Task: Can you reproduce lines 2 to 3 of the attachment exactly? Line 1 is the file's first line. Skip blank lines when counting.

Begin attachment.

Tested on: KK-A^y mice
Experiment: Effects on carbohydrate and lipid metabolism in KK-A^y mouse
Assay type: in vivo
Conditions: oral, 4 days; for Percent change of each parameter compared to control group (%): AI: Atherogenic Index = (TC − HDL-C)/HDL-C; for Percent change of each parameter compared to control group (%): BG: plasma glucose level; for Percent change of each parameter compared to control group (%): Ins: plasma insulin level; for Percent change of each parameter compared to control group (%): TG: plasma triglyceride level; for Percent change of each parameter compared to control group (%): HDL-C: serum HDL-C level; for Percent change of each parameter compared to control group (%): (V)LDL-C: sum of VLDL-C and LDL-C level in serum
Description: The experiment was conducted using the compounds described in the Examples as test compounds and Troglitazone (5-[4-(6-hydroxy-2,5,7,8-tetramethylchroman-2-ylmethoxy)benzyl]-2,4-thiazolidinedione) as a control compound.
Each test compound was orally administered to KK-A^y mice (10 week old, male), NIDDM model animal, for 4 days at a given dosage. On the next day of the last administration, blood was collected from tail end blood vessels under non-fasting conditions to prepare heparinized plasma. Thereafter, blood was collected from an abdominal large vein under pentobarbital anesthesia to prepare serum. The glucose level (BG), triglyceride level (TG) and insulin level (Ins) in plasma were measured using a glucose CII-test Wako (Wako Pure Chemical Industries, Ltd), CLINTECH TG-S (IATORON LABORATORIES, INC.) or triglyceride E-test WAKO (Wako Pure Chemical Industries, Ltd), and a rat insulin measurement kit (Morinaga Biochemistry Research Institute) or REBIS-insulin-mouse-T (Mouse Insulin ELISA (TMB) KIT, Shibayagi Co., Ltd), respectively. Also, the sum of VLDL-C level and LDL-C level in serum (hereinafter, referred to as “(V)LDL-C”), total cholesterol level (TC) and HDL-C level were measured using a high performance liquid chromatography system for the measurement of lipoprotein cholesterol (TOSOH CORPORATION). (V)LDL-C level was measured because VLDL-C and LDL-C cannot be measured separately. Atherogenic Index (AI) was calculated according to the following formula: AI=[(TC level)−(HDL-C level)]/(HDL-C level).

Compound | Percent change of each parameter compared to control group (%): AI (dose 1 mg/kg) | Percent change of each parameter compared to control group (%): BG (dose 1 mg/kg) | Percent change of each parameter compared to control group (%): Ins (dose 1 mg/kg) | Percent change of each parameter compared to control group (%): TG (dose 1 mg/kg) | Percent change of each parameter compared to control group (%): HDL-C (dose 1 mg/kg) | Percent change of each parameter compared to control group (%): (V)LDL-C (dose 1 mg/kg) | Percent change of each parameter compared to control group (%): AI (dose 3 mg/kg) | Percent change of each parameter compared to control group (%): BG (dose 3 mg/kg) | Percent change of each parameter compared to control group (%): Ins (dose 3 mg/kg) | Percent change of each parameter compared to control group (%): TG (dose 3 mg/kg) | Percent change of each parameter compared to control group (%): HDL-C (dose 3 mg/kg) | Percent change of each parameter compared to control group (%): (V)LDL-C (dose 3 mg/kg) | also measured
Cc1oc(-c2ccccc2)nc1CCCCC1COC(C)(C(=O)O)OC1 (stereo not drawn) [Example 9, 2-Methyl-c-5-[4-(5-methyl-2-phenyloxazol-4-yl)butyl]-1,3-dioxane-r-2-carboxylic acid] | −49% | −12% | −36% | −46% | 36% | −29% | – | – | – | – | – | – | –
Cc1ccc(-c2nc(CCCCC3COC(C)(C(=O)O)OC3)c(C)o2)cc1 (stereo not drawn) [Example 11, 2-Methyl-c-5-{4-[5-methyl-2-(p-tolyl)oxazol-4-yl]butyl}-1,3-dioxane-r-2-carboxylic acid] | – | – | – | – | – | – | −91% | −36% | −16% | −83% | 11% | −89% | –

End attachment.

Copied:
Experiment: Effects on carbohydrate and lipid metabolism in KK-A^y mouse
Assay type: in vivo